The second is that asking for the meaning of this situation is as pointless as asking for the meaning of life. I am the one who’s asked to give meaning to my life. 

“We needed to stop asking about the meaning of life, and instead to think of ourselves as those who were being questioned by life—daily and hourly. Our answer must consist, not in talk and meditation, but in right action and in right conduct. Life ultimately means taking the responsibility to find the right answer to its problems and to fulfill the tasks which it constantly sets for each individual.” — Viktor Frankl

I often use quotes from Viktor Frankl book, “Man’s Search For Meaning”. This should give a hint of how much that book has impacted my life. 

I’d say that this is the perfect time for you to read it if you haven’t already.

One Apple A Day #682 – social cleanse

Since the end of last week, the rising sun has been perfectly aligned with the windows under which I write. Every morning, for an hour or so, its rays paint everything in gold. It’s magical, and it reminds me how much I love this moment of the day. 

You should give it a try.

Anyway, while I was meditating feeling the warm of this golden light on my skin, I became aware of another great opportunity of social distancing. 

“You are the average of the five people you spend the most time with.” — Jim Roh

It is well known that the people we spend the most time with shape who we are. They influence the conversations that we have, where we put our attention, our behaviours. 

“According to research by social psychologist Dr David McClelland of Harvard, [the people you habitually associate with] determine as much as 95 per cent of your success or failure in life.” — Darren Hardy in The Compound Effect

Almost all self-development books and experts stress this point. They typically invite us to assess our relationships to understand who are and who are not supporting us in becoming who we want to be. Then, and this is the tough part, the invitation is to distance ourselves from the toxic ones. The ones who are holding us back from realising our potential.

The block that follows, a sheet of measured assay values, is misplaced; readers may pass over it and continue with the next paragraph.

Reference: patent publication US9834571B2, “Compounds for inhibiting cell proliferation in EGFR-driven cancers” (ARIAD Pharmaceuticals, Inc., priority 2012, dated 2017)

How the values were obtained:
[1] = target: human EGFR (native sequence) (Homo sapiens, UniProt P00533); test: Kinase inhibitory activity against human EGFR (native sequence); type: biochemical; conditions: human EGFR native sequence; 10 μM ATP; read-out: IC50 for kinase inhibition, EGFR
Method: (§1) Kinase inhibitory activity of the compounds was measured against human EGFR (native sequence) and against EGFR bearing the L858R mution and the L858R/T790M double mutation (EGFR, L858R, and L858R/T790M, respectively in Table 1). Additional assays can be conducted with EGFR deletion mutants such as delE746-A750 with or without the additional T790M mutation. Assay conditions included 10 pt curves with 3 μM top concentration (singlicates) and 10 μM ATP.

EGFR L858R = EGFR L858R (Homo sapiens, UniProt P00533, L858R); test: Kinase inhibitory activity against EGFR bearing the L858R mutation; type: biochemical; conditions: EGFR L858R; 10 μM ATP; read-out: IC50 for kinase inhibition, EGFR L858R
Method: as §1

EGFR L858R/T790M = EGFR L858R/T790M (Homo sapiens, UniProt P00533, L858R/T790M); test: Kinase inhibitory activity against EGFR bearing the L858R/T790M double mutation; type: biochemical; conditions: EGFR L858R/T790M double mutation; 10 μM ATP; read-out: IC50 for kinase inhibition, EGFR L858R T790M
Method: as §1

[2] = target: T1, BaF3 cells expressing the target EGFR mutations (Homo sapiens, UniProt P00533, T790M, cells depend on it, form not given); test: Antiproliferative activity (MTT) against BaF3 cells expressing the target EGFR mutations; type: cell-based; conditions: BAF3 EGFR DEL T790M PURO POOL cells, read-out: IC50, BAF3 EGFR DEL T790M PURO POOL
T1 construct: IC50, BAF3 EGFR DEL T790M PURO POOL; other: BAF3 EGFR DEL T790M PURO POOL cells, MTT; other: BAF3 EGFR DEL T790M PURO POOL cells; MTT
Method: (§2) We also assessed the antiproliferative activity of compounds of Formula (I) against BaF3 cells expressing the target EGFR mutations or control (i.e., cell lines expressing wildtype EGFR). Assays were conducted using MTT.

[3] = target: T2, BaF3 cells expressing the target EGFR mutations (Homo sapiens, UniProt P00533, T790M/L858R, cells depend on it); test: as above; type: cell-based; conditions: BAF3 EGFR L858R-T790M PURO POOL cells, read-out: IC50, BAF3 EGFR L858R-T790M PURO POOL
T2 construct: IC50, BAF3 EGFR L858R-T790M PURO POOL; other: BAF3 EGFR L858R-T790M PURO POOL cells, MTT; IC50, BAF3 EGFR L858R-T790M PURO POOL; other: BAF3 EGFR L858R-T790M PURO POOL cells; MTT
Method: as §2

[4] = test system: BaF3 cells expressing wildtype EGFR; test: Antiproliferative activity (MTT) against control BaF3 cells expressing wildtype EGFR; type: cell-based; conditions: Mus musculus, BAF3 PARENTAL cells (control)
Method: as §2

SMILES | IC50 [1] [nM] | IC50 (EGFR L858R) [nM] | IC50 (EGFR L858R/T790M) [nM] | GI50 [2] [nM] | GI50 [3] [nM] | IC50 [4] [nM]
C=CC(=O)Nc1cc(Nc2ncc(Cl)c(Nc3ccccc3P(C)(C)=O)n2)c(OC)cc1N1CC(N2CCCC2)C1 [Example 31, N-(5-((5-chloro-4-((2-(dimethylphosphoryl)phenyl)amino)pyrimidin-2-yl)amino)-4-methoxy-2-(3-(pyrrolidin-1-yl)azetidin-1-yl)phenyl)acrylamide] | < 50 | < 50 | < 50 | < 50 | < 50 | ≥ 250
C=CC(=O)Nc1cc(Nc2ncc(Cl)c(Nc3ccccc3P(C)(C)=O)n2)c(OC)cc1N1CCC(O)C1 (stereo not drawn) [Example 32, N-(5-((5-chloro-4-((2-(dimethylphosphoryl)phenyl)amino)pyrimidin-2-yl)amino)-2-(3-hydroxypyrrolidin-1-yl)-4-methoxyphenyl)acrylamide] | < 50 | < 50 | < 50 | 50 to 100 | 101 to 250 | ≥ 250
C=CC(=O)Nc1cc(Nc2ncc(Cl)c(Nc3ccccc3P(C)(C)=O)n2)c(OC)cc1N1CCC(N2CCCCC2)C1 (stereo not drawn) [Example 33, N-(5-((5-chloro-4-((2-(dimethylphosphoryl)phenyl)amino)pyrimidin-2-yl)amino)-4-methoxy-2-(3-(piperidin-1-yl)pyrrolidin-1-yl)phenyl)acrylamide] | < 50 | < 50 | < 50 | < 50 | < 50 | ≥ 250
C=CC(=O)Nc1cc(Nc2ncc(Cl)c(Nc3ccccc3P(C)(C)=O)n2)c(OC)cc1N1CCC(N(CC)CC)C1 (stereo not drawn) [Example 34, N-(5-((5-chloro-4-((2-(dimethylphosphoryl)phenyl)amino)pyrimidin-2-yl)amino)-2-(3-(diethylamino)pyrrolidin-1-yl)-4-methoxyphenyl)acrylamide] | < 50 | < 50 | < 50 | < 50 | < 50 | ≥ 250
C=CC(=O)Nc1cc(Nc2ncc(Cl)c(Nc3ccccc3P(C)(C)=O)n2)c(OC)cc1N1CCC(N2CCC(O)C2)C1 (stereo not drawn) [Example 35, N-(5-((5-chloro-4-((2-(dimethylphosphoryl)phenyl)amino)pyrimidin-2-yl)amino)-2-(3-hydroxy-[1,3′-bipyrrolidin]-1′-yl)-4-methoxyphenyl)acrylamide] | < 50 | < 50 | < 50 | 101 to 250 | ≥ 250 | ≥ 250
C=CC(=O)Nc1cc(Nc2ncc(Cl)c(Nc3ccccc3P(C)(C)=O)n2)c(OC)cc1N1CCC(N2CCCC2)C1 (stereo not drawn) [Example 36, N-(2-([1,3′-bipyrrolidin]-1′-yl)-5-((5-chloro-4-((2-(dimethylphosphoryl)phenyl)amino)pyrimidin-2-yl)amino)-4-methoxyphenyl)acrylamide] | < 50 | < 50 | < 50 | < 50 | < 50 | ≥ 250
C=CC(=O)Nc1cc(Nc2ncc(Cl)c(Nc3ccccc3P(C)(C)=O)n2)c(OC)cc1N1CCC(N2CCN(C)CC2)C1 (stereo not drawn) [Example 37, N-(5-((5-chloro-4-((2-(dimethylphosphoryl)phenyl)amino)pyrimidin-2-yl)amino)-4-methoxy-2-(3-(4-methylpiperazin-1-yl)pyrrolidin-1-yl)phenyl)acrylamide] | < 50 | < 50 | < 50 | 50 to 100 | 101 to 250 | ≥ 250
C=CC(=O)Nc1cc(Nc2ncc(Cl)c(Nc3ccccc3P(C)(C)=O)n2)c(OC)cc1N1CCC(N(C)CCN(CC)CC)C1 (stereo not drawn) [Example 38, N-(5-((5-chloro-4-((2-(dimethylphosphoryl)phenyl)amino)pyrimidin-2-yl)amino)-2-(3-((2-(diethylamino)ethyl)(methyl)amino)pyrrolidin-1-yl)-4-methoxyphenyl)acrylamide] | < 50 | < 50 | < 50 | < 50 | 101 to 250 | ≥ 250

But that’s not easy at all. Our relationships are connected to our rituals, to our habits, the places where we go, the things we do. 

But now, we are forced to stay away from everything and everyone. Casual encounters are no more an issue. We can choose who we talk with and when. What a unique opportunity for social cleansing. We can assess the relationships we have in our lives, and carefully decide where we want to invest our energy. 

One Apple A Day #681 – practice boredom

My country is on full lockdown. People are confined within their houses, most businesses are closed or operating at reduced speed, kids are home from school. All the things with which we were used to filling up our days are no more available. I heard many friends talking about boredom and the struggle to find something to keep them and their loved ones, in particular children, engaged.

“The greatest threat to success is not failure but boredom.”

This quote comes from one of my favourite book of the last year; Atomic Habits by James Clear. 

I think we all agree that practice is the way to achieve mastery in anything. A lot of practice. 

The problem is that the more you practice something, the more it becomes boring. What was exciting at the beginning, after a while becomes a tedious routine. Our interest fades away, and we become easy prey for distractions. 

Learning to deal with boredom can make the difference in becoming who we want to become.

That is why, as Clear says, “you have to fall in love with boredom.” 

Now we have this unique opportunity to practice boredom and learn to love it. Something that will probably make a significant difference in the new normality in which we will all live after this extraordinary situation.